Another theory states that dreaming is our brain tidying itself up and disposing of useless “junk thoughts.” In order to buy this idea, though, you have to accept that the average guy’s dreams about tits and being Batman are junk, and we’re sure you agree that’s simply unacceptable.

Of course both of these seem awfully high-minded when you consider that animals also dream. Does your dog really have excess thoughts he has to get out of his overloaded doggy brain?

Perhaps weirdest of all is the mounting evidence that much of what influences our dreams comes from outside, not inside, our heads. Noises and scents may have an effect on the content of our dreams, and we bet your wacky tealeaf reading, dream-interpreting aunt didn’t take into account the Earth’s geomagnetic activity during her analysis.


Darwin considered blushing the “most peculiar” of human expressions, and had a hell of a time trying to explain why people would evolve such an obvious tell for when we’re lying or feel vulnerable, considering our lives and relationships are all built on a precarious foundation or half-lies, unspoken truths and outright bullshit.

More than a century later, we still don’t understand blushing any better than Darwin did.

Science’s Wild-Ass Guess:

One idea is that blushing developed as a way of appeasing and submitting to dominant members of society. This doesn’t make a whole lot of sense though as everyone blushes, dominant personality or not, and the whole process is involuntary anyway. Relying on something that you can’t control to please the tribe leader back in primitive times seems like a good way to get yourself tossed in the volcano.

Others have gone the complete opposite direction, positing that blushing is not a sign of submission, but one of anger. We’re all narcissists at heart and when somebody publicly shows us up or embarrasses us, blushing is basically us sending them an involuntary screw-you. We can see why some would like this theory, since it makes someone who blushes and mumbles their way through all their social interactions sound like a bad ass.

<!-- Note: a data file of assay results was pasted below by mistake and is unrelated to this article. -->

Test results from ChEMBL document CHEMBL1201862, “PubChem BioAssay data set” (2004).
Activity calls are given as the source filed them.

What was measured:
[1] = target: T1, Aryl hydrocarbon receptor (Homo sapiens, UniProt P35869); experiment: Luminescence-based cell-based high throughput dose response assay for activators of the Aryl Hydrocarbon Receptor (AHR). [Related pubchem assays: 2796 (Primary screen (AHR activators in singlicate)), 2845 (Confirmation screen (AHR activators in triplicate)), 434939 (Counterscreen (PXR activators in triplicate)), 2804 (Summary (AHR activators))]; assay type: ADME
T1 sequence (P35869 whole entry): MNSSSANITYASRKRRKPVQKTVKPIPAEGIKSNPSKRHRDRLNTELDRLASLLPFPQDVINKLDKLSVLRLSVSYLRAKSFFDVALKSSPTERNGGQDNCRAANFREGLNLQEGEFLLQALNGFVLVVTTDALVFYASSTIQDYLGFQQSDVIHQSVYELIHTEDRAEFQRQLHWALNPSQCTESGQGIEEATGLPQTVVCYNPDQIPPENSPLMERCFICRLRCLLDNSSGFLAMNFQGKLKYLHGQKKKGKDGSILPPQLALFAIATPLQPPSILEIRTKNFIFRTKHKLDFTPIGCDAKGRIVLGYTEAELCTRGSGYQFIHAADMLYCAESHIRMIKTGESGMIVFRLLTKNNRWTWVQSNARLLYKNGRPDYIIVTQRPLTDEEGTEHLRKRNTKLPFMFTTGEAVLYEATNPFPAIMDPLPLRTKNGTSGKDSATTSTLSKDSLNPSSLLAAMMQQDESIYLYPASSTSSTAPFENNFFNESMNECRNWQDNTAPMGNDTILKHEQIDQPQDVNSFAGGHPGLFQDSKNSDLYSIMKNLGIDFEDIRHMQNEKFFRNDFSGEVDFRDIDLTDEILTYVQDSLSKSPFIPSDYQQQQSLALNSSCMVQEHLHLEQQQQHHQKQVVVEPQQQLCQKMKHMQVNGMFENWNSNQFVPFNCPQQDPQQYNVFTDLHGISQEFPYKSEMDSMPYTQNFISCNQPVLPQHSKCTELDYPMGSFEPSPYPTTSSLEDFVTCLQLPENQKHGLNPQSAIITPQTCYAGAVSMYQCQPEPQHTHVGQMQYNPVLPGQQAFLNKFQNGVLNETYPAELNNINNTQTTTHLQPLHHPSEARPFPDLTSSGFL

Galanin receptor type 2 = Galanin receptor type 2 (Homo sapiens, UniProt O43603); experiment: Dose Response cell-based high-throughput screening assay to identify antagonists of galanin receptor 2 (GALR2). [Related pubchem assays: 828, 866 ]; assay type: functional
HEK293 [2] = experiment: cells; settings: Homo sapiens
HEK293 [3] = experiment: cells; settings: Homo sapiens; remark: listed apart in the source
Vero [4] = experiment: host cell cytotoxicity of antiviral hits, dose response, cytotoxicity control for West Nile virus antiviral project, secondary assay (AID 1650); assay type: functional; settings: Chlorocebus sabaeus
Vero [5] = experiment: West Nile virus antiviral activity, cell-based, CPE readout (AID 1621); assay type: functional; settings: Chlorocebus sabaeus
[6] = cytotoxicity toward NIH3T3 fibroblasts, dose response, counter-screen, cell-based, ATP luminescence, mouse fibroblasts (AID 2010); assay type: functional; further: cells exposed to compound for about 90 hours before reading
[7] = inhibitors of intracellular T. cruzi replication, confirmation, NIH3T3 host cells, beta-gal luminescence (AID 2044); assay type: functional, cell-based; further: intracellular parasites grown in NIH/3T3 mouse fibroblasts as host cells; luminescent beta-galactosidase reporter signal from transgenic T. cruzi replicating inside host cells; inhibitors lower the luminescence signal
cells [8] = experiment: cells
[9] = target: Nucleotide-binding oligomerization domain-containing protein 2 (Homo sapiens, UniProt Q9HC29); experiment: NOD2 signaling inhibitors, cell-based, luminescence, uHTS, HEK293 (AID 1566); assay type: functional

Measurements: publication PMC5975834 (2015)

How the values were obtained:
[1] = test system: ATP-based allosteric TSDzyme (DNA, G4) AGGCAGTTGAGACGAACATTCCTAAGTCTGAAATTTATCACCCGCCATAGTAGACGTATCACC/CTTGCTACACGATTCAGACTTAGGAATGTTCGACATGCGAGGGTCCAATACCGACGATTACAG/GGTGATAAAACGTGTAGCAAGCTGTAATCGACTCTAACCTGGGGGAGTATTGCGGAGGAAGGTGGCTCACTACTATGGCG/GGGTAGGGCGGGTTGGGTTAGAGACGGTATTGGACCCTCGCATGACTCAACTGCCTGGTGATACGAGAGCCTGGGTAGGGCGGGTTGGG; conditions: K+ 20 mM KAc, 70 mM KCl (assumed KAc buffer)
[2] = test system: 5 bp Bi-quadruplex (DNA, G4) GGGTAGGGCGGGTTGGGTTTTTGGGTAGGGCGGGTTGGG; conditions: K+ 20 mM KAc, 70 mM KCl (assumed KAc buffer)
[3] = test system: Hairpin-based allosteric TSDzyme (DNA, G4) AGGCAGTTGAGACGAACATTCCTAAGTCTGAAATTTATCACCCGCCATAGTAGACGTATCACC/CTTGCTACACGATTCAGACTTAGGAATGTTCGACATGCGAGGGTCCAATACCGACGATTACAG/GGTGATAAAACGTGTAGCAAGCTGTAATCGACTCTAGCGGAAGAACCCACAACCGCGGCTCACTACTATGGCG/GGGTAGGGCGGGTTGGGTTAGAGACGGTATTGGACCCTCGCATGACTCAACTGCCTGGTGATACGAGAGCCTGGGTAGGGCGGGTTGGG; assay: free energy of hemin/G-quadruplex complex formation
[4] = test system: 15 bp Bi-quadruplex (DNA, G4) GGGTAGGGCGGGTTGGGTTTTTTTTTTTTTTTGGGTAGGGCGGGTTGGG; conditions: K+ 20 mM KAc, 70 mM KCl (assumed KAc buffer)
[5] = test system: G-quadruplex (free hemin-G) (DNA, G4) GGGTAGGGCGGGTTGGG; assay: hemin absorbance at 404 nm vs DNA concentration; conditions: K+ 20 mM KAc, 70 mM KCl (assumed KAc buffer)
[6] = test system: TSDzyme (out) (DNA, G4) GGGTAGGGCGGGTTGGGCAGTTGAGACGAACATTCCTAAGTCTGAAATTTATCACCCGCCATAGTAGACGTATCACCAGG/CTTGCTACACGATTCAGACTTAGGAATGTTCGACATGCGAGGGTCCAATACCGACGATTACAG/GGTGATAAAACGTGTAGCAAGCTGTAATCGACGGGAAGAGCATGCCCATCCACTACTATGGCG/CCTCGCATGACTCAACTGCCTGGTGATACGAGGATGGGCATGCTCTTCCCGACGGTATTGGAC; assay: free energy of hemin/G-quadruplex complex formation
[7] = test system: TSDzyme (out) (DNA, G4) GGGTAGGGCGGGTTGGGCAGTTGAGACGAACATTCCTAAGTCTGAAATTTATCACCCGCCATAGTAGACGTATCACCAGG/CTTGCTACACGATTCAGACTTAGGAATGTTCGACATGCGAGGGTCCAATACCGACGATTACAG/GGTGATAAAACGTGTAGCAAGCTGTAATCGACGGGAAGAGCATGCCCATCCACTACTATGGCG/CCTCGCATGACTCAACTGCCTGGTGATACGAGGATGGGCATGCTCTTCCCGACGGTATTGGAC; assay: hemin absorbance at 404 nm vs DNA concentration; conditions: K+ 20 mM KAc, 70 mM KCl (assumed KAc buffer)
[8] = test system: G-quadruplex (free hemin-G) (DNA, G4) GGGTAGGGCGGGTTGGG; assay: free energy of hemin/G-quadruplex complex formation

Some scientists, noting that women blush more than guys, have suggested that blushing developed specifically so they could prove they were honest and submissive towards men. We’re sure feminists love that one.

Though that’s quite a bit better than the Neo-Nazi theory that blushing only happens in white people, thus proving they are the only true humans created by God. Did you consider that, Darwin?

#1.Pubic Hair

Anyone who’s caught themselves an eyeful of flapping chimpanzee dong at the zoo can attest to the difference between humans and our ape cousins when it comes to body hair distribution. Most apes have furry bodies and their monkey junk flies free, while humans take the exact opposite approach, sporting mostly naked bodies with the exception of impressive bushes.

Science’s Wild-Ass Guess:

Traditionally the idea has been that pubic hair was for warmth and protection from dirt and debris, which makes a fair amount of sense for women, but zero for men who have the actual important bits dangling mostly hairless in the breeze.

A more modern theory is that pubes are meant to capture pheromone-laden sweat, although some question the appeal of musty crotch smell. Some argue it developed as a sexual ornament for attracting mates, like a sad, kind of gross equivalent of a peacock displaying its tail. Others believe the exact opposite; that having less pubic hair is an evolutionary advantage. Certainly most cultures throughout history (with a few exceptions, like those weirdos in Japan) haven’t really prized the stuff.

Hell, there was even an old hypothesis that says–and get ready to cringe here–our short and curlies exist to give babies something to grab and hold onto. Are you picturing it? Come on! Picture it! Couple of dudes, talking casually near their cave, each with a newborn clinging to their bush.